On the other hand, if the retiree is living in a home with a paid-off mortgage, the retiree is not having to withdraw retirement assets to make mortgage payments.  Yet the retiree is still receiving the same benefit of living in the home.  The retiree is receiving a shelter benefit equal to $1500 per month.   This is a tax free benefit and one that will not be considered in any “means testing.”   Therefore, having a paid-off mortgage may very well maximize the Social Security retirement benefit and minimize taxation of those benefits, because the retiree will not need taxable income to pay most of the retiree’s shelter expenses. 

Now we don’t know exactly how large this tax benefit will be because we cannot predict precisely how means testing will be implemented.  Nevertheless, I contend that it will be greater than any tax benefit from the mortgage interest  deduction and, based on probable future market investment returns, the taxpayer will come out ahead in total dollars.

It Works for Car Loans and Non-Retirees Too

By now I hope you have figured out that this same analysis can be applied to the debate over financing vs. owning a paid-off motor vehicle.  Moreover, those of you who are years from retirement should also consider whether having a paid-off mortgage will provide you a tax benefit by allowing you to do things with your investment income other than paying your shelter expenses. 

So next time the “mortgage vs. no mortgage” debate comes up in conversation or in your own mind, don’t overlook the personal finance and retirement planning effects of future tax rates and Social Security means testing. 

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11 Responses to “Consider this Likely Future Tax Benefit of Early Mortgage Payoff”
  1. T A P says:

    Good presentation,- I heartily agree. Hope your siblings read and understand.

  2. Matt says:

    Nice counter argument here. I think many financial planning strategies will be retested during the golden years of the baby boomers.

    I think the most successful wealth advisers and financial planners will make tax advantaged savings/retirement plans a vital part of their strategies.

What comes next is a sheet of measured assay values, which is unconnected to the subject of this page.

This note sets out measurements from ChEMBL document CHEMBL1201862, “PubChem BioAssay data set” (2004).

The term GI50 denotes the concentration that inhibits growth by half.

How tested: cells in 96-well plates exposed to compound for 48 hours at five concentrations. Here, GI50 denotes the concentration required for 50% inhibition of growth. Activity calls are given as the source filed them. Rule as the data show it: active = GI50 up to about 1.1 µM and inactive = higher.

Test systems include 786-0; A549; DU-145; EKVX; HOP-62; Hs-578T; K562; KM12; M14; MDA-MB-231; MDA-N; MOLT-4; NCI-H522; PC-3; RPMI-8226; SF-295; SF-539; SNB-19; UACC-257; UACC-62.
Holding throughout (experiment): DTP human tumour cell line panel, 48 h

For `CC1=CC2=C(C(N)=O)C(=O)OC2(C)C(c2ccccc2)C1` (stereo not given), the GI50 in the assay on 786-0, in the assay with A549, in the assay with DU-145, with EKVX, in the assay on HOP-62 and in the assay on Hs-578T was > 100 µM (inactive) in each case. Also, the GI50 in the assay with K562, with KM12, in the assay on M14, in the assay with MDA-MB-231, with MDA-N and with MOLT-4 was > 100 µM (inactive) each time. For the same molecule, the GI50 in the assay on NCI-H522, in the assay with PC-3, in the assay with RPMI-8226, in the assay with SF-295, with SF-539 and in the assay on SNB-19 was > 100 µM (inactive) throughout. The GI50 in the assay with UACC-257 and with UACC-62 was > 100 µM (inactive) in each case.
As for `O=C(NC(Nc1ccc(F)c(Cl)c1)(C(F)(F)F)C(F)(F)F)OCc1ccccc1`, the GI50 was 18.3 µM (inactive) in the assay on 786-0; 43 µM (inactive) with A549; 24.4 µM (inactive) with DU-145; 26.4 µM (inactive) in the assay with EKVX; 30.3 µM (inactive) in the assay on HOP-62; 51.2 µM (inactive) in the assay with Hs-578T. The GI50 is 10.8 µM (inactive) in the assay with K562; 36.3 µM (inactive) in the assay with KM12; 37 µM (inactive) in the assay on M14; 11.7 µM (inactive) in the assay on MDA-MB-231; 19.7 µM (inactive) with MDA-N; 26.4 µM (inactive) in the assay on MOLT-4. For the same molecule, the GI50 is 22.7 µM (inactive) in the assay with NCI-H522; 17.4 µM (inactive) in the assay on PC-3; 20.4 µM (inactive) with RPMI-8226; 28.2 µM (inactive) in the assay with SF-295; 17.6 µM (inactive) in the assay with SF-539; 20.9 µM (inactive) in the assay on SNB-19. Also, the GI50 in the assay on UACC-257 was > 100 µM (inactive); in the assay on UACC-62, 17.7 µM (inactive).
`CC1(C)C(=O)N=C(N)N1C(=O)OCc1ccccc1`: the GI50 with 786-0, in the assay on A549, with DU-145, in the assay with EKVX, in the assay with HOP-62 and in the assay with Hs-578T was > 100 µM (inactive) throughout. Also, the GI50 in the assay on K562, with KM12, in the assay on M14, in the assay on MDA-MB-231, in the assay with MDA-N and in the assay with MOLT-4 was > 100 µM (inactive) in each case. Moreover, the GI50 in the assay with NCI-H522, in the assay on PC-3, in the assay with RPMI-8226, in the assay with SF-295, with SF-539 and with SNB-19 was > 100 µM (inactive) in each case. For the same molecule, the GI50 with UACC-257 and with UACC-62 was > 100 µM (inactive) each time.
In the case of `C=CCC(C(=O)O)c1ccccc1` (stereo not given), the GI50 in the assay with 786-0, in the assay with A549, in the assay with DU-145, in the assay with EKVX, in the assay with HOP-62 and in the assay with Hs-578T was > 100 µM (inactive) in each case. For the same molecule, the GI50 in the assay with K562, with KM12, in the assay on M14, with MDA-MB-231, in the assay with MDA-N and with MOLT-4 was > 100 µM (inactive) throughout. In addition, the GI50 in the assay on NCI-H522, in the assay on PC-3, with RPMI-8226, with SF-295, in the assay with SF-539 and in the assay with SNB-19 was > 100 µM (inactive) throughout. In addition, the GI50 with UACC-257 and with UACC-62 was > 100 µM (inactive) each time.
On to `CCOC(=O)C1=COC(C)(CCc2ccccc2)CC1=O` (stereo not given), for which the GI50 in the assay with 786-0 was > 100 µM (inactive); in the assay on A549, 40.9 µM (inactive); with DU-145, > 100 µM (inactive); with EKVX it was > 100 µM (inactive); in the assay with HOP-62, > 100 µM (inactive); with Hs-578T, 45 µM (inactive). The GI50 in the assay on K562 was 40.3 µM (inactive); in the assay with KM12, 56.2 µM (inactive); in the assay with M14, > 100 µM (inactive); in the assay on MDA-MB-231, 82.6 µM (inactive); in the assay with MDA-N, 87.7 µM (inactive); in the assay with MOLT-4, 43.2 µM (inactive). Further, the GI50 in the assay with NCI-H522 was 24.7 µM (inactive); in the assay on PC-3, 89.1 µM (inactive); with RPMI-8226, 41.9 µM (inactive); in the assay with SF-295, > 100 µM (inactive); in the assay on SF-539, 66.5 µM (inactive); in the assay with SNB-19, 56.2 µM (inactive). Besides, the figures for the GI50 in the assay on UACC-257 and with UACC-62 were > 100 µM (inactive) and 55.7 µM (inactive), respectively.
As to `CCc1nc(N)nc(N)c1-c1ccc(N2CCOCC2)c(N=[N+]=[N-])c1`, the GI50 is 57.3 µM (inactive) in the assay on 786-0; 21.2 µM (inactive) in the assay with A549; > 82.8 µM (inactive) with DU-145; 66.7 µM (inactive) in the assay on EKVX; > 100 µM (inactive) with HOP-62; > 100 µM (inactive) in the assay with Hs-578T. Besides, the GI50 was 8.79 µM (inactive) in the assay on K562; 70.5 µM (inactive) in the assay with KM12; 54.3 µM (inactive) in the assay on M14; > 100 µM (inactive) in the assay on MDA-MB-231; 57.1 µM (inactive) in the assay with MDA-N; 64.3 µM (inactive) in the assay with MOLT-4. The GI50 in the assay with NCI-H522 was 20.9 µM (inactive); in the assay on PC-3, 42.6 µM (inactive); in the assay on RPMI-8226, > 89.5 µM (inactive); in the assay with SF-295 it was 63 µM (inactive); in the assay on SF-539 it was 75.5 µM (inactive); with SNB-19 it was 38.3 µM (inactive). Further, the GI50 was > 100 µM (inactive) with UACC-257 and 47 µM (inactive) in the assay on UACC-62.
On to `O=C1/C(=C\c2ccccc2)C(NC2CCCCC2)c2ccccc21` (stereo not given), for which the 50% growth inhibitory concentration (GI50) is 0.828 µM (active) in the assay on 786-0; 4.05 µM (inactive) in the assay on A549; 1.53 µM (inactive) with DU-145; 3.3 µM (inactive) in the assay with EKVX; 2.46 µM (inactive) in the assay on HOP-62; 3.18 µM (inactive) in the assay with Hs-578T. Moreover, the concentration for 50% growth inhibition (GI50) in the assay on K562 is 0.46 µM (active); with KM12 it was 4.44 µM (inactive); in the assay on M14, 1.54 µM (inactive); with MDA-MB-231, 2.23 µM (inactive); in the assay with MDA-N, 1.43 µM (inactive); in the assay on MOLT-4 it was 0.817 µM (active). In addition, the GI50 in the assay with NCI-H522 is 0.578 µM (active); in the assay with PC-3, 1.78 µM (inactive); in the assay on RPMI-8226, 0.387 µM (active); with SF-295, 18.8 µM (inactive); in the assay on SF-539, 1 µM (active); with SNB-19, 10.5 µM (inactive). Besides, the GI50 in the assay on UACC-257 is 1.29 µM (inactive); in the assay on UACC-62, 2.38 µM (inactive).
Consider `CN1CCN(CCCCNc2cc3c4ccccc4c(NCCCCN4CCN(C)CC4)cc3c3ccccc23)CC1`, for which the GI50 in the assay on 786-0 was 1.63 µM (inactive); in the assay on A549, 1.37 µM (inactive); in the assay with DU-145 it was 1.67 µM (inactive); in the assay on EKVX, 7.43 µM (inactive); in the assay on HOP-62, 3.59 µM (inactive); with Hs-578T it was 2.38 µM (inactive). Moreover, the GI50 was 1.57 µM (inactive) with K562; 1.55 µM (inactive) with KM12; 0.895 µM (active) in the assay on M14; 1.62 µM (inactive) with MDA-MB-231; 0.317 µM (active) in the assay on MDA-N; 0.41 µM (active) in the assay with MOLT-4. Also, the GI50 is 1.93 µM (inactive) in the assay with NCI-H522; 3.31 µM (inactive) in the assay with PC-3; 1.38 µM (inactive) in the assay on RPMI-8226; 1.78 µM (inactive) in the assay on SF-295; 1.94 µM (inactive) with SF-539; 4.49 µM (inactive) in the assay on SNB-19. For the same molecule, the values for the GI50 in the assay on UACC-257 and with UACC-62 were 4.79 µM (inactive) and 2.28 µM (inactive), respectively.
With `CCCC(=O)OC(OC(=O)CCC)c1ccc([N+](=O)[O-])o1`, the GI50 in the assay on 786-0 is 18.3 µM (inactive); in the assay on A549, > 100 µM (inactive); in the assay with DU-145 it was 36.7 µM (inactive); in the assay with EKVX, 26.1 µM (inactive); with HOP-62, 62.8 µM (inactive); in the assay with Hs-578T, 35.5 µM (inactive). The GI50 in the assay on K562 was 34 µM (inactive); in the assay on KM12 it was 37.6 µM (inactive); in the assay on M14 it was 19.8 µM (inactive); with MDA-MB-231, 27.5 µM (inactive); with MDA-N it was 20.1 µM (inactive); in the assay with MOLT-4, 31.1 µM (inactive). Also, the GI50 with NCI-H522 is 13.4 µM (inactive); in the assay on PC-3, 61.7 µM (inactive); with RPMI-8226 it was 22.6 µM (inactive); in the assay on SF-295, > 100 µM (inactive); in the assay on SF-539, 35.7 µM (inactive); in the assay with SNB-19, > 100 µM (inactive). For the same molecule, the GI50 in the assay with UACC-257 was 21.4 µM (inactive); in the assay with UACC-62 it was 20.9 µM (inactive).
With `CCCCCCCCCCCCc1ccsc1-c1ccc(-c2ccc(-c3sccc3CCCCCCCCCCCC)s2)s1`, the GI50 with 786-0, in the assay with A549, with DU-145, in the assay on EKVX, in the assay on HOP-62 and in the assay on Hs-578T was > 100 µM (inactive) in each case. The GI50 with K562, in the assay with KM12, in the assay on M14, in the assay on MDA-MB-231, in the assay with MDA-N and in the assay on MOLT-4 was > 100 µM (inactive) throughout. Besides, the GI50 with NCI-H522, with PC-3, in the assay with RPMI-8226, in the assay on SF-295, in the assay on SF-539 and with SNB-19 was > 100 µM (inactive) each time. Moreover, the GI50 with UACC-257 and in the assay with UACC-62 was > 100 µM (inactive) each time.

I’d be interested in more articles along these lines!!!

  3. Matt – Thanks for the comment. Financial planners definitely will have some catching up to do plus we will need more fee-only planners for the baby boomers to work with.

  4. Oh and you will definitely be seeing more posts like this.

  5. MasterPo says:

    I agree with your assessment of paying off the mortgage and with all the new taxes and testing for SS in the future. However, I think you’re splitting hairs by saying it’s a $1500 (your example) benefit. If I were able to continue to get a $1500/mo cash flow that I could spend I would agree. But paying off the debt to fully own something I purchased is not a benefit. At best it’s the completion of the transation.

  6. Lord says:

    You are basically correct (effective meaning gross marginal, the actual tax difference). Some are in high tax situations and can benefit but most are not and do not. One can view it as an inflation hedge so long as you have a low rate. Means testing of SS has been with us for sometime though with up to 85% subject to income tax for moderate earners.

  7. Lord – Thanks for visiting and your comment (and for agreeing with me!) You are right about the current taxation of SS being a form of means testing but I am concerned that elibility for the benefits themselves will be based on inoome. That’s why I advocate owning assets in retirement (home, car) that can provide necessary living benefits (shelter, transportation) without needing taxable income to pay for those benefits.

  8. Stephen says:

    Reference: The Usual Tax Benefit Argument in Favor of Mortgage Debt? It’s Flawed

    It is easy to calculate your actual tax savings versus the interest savings by using your tax program (TURBOTAX/TAXPRO/etc.) by simply removing the mortgage interest from the income tax program and compare it to your liability with the mortgage interest. You can compare that to interest charged over the life of the loan. It still amazes me the number of folks that I know that does not understand the true cost of their homes (principle + interest over the life of loan).


  9. Stephen – Thanks for your visit and comment. Your suggestion about running the two scenarios in Turbotax is a good one but to complete the analysis they should also run a scenario with the standard deduction so they can see that difference as well.

  10. Atkins says:

    I am currently advising a lady who is getting a divorce. She is using a house her husband bought before the marriage (i.e. entirely his), so I explained the notion of imputed rent. He could quite reasonably reduce the alimony or child support by the amount of that rent’s market value. By taking money instead of value, she might choose to rent a less costly place.

  11. JimmyDaGeek says:

    Your arguments are interesting. I expect Roth IRAs will be taxed, just like Social Security. Next, there will be asset testing.